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Striatal cholinergic interneurons: their depletion and its progression.

Abudukeyoumu N, Garcia-Munoz M, Jaidar OP, Arbuthnott G (2016) Striatal cholinergic interneurons: their depletion and its progression. Neuroscience 2016 Abstracts 245.09 / RR4. Society for Neuroscience, San Diego, CA.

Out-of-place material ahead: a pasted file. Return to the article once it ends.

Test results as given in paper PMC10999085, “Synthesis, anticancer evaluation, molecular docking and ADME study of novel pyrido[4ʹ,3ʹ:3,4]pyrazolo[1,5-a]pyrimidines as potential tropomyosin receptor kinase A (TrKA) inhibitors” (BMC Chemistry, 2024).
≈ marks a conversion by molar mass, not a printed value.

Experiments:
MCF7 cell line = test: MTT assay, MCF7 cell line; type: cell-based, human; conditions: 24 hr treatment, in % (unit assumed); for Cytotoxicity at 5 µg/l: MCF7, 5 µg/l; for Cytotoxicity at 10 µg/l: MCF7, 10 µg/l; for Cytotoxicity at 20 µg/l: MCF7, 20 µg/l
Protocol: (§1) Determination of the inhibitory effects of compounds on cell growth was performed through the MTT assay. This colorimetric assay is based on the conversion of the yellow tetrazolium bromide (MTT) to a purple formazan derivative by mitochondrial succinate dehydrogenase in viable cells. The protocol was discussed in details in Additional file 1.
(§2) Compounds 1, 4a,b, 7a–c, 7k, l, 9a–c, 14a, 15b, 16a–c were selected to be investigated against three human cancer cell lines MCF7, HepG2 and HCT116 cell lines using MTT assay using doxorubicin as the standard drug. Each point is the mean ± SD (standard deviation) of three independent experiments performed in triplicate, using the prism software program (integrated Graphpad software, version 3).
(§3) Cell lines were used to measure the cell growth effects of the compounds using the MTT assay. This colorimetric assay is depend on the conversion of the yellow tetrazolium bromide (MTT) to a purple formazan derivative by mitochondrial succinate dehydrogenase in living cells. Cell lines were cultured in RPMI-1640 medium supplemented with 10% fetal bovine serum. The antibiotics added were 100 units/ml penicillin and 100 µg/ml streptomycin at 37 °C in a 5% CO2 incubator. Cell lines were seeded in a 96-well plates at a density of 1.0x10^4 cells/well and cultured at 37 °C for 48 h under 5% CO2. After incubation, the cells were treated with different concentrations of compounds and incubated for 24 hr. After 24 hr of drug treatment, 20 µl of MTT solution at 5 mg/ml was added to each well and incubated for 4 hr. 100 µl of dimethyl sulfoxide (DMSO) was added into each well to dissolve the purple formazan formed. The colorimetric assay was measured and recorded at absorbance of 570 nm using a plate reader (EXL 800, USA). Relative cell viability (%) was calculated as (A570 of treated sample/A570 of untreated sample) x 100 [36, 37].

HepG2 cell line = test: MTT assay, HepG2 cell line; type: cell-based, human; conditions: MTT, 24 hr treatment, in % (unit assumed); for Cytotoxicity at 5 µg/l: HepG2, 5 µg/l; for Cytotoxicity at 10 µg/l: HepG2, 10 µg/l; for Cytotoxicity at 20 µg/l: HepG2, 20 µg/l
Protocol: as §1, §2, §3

Summary: Even before the discovery that Parkinson’s was produced by the loss of dopaminergic neurons, this neurological disease was treated with anticholinergic drugs. A balance between cholinergic and dopaminergic activity in striatum is not only important in PD but for the normal function of the nucleus (i.e., behavior, reward, memory and cognitive functions). An important source of striatal acetylcholine (Ach) comes from giant and sparsely distributed cholinergic interneurons (ChI). However, their study has been hampered by a concentration of only 1-3 % of the whole striatal cell population. We performed a stereological systematic random sampling of striatal tissue from 21 days old C57BL/6J male mice. To selectively deplete ChI we performed a stereotaxic injection of saporin ribosome inactivating immunotoxin that targets choline acetyltransferase (0.3µl). Following survival periods of 2, 4 or 6 weeks, animals were sacrificed and brain sections immunostained against ChAT to identify ChI, or against vesicular acetylcholine transporter (vAChT) to identify synaptic boutons. For each of the three survival periods, we counted and compared the number of ChIs between the intact and the lesioned hemispheres and the change in the number of vesicular acetylcholine transporters (vAChT). Compared to striatal sections from naïve controls and sham injections, we observed a decrease in ChIs according to each survival period of 24.4% (week 2, n=9), 33.74% (week 4, n= 11) and 19.89% (week 6, n=10). In contrast, we observed a percent increase in vAChT positive boutons of 42.3, 21.6 and 28.3% for each of the respective survival periods (n=9, n=11 and n=10). We are investigating whether the increase in vAChT positive terminals is due to an indirect upregulation produced by compensatory axonal sprouting from surviving ChI, or from afferent axonal terminal fields of cholinergic mesopontine neurons.

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